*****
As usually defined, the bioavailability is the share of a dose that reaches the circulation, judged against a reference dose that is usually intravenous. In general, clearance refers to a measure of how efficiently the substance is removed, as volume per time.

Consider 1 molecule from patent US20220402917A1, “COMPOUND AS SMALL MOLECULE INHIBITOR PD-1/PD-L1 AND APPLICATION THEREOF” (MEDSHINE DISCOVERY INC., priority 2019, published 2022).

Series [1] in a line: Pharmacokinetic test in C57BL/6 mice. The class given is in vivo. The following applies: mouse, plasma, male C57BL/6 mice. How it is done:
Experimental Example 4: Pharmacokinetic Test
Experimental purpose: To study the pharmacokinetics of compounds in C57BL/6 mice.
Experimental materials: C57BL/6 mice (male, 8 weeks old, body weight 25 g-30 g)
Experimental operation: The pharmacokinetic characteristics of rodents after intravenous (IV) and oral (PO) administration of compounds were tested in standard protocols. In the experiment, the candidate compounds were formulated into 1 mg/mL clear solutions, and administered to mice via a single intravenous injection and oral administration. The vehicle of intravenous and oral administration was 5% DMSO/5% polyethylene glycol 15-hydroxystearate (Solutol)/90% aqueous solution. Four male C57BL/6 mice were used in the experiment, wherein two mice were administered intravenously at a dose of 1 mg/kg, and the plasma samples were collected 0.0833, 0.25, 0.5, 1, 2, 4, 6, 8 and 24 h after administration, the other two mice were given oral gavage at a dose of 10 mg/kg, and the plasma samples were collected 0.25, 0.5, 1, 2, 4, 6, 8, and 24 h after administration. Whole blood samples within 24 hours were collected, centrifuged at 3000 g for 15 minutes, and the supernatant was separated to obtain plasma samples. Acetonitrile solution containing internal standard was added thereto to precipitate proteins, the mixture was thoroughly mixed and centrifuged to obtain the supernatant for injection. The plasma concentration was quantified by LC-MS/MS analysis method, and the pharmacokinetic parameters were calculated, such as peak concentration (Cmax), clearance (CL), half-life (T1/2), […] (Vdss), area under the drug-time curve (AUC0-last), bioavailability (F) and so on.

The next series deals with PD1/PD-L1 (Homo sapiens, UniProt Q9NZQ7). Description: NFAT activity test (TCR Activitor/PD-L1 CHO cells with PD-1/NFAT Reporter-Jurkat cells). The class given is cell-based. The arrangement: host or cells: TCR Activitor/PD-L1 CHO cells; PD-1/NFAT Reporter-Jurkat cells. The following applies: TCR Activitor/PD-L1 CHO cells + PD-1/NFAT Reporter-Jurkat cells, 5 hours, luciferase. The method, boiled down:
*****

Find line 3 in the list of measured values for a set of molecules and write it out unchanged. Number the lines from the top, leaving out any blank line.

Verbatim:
Series [1] in a line: Pharmacokinetic test in C57BL/6 mice. The class given is in vivo. The following applies: mouse, plasma, male C57BL/6 mice. How it is done: